In Mozambique, AKFC support enabled farmer Sifa Roderigues to attend the Agrarian School of Bilibiza, in Cabo Delgado. Now she works with other farmers to help improve food security and fight chronic malnutrition, which remain significant challenges here. “We’re now learning how to take care of our land so that it will be healthier, more fertile, ” she says. (Photo courtesy: AKDN/Lucas Cuervo Moura)
When vandals burned down the shop he kept in a straw shanty under the mango tree in Nangulu village, Sacuru Canduru Ausse lost his only source of income.
Cash is scarce is this part of Cabo Delgado, the northern-most province of Mozambique. Most families live on the equivalent of 30 cents per day. Approximately 70 to 80 percent of the population is illiterate, and average life expectancy is 38 years. With poor roads, unreliable electricity and little communications infrastructure, development here is a daunting challenge. However, the region is rich in natural resources, and efforts to revitalize the rural economy under a Canadian-supported program are beginning to take root.
After the fire, Sacuru rebuilt his shop, using cement this time, and he expanded his stock to include drought-resistant seeds and farming implements to fill a growing demand. He recently opened a second shop. His thriving business is a signal of the success of a multi-faceted approach to rural development that is slowly but surely creating new income for extremely poor communities here.
After 20 years of war that pushed Mozambique’s population into some of the deepest poverty in the world, the Aga Khan Foundation Canada (AKFC) and the Canadian International Development Agency (CIDA) are working to help farmers reap the wages of peace.
Since 2003, AKFC has been working with 160 villages in five particularly poor and isolated districts to become less vulnerable to crop failure and to earn money from their produce so that they can invest in the education and care of their children.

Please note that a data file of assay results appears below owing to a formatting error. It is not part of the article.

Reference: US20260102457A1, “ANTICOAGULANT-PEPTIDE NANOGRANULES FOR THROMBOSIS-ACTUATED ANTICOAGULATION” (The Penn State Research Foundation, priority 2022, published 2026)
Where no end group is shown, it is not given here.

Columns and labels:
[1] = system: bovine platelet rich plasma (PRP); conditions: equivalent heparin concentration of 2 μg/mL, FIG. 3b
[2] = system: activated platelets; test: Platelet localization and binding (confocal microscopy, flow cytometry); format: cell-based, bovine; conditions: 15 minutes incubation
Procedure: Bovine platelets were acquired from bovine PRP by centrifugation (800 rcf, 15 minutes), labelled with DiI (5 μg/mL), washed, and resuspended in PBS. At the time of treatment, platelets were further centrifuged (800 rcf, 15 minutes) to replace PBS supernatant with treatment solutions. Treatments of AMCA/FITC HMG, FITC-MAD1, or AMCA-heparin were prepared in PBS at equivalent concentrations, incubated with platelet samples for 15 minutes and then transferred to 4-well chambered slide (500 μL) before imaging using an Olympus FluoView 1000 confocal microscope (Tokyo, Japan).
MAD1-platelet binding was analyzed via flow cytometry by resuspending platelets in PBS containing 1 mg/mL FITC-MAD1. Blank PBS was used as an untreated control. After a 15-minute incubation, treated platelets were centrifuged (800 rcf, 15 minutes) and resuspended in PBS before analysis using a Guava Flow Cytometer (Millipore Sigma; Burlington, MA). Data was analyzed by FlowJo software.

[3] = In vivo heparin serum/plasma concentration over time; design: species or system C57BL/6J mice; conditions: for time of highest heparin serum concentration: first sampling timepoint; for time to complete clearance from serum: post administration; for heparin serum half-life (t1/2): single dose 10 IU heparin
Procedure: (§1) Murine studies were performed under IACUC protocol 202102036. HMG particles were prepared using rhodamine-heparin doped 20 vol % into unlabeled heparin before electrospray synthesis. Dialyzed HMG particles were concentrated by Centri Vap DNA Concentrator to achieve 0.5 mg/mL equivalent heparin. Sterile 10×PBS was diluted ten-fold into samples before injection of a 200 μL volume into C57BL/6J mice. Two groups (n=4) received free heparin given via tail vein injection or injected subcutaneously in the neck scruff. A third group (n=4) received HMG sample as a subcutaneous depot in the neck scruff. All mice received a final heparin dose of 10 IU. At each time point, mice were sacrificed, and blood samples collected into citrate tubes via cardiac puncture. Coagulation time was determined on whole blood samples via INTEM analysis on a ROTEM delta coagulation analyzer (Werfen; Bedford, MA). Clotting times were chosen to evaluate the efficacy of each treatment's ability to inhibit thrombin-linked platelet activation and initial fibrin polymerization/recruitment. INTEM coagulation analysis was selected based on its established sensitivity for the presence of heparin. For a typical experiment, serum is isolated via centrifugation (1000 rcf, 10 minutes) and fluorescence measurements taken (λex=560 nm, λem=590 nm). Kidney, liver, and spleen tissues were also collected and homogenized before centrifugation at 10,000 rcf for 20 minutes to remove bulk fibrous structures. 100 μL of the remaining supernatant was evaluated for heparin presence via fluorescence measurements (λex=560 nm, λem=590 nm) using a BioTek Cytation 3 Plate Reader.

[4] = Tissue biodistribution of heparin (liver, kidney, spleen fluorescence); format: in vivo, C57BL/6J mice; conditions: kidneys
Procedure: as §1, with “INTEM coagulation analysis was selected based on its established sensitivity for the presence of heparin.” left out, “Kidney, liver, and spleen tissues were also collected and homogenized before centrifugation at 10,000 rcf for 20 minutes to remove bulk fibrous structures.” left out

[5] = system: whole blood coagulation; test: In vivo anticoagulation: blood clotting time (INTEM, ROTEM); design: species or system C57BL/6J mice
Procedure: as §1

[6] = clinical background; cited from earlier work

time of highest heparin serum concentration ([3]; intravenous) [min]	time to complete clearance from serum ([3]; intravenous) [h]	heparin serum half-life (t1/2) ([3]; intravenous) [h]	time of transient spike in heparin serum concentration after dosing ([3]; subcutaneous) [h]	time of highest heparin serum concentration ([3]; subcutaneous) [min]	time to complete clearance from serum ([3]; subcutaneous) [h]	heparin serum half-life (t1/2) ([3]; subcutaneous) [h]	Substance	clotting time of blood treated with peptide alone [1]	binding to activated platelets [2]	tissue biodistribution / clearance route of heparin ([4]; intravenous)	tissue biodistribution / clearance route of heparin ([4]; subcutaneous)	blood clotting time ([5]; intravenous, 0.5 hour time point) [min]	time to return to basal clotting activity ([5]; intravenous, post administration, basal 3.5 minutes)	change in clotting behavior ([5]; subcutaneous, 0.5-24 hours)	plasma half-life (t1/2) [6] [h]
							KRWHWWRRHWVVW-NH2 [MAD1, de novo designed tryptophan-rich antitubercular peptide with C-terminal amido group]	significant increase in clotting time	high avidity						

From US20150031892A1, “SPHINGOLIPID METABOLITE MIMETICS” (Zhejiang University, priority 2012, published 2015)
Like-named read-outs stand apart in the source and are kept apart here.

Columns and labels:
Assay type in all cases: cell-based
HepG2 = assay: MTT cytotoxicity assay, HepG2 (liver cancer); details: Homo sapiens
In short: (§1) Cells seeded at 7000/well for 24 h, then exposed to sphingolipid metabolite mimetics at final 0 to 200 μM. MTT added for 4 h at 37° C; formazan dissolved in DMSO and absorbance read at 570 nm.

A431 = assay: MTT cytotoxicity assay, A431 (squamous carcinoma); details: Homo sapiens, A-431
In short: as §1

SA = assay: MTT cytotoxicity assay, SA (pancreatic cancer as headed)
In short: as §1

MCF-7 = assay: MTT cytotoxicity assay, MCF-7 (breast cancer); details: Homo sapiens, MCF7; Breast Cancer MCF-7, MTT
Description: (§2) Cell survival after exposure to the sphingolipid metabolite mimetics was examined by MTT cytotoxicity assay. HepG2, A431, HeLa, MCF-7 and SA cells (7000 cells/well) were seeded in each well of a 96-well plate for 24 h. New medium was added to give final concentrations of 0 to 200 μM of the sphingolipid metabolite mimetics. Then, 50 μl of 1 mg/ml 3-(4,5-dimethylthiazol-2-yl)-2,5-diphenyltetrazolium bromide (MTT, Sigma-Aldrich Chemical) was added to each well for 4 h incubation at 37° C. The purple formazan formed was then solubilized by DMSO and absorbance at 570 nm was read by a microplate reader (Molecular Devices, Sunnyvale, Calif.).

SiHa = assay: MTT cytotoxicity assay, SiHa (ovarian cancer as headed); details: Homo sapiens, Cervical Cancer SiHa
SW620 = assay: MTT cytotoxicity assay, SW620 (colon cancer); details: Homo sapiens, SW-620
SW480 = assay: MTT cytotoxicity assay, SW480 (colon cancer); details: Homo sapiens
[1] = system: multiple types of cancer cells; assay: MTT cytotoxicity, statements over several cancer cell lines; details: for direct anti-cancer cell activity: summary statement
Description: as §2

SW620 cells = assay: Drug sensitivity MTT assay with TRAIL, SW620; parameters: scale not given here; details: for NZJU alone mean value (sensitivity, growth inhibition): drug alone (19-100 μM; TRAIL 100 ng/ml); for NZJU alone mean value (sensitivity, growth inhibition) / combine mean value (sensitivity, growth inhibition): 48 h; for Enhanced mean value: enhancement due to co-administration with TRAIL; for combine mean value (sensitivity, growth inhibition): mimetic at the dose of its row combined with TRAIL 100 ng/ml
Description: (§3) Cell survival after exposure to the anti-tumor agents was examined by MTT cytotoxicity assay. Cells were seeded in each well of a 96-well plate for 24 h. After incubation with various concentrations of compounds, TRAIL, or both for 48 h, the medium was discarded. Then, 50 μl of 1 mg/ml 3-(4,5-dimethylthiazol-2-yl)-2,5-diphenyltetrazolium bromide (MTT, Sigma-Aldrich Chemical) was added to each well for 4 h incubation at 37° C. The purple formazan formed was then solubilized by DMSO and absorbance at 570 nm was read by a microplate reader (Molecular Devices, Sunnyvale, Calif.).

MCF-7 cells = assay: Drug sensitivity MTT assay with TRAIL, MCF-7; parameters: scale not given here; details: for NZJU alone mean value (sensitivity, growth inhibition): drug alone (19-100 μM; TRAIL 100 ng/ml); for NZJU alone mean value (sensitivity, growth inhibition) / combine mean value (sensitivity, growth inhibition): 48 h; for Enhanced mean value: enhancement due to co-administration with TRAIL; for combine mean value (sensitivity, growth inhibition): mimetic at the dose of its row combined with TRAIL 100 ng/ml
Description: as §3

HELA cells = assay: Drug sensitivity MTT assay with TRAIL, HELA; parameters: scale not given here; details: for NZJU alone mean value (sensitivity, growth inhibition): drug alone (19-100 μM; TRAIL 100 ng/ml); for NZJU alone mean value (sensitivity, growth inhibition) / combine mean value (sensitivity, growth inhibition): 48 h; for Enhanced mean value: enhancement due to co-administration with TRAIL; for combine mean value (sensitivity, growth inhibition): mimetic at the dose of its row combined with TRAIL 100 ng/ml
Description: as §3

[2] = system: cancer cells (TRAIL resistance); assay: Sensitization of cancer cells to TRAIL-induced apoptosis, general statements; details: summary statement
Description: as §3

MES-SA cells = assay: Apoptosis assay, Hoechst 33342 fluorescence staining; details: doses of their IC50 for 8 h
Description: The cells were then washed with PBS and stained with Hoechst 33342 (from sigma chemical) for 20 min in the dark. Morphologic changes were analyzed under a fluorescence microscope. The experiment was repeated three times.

With so much to be done, the Foundation is taking a long-term perspective; it is focusing on building the skills and ability of local people to be the drivers of development in the area. For the first time, these communities are working together to identify common needs and to find and manage sustainable solutions.
This is the most significant sign of hope, says Zara Merali, a program manager with the Foundation. “Communities have a clearer picture of where they want to go and how to be the leaders in that change,” she says.
The results have been impressive: 100 percent of children in the area have been vaccinated; 67 percent are enrolled in primary school, up from 13 percent since 2003; 69 percent are sleeping under malaria-preventing bed nets, up from 7 percent.
Sifa Roderiguez was selected by her community to attend the Agrarian School of Bilibiza in Cabo Delgado. Now she works with a group of famers to help improve food security and chronic malnutrition, which remain the biggest challenge for households here. “We’re learning how to take care of our land so that it will be healthier, more fertile.”
In fact, more families are eating two to three meals a day. In 2006, households generated over $640,000 in income through cash crops compared to an estimated $30,000 the year before.
With more cash in the economy, Sacuru can now afford to invest in the future of his family. With the income from his second shop, he is now able to send his two brothers, wife and son to school to get the education he never had.
To find out more about the work of Aga Khan Foundation Canada, please visit akfc.ca or call 1-800-267-2532.
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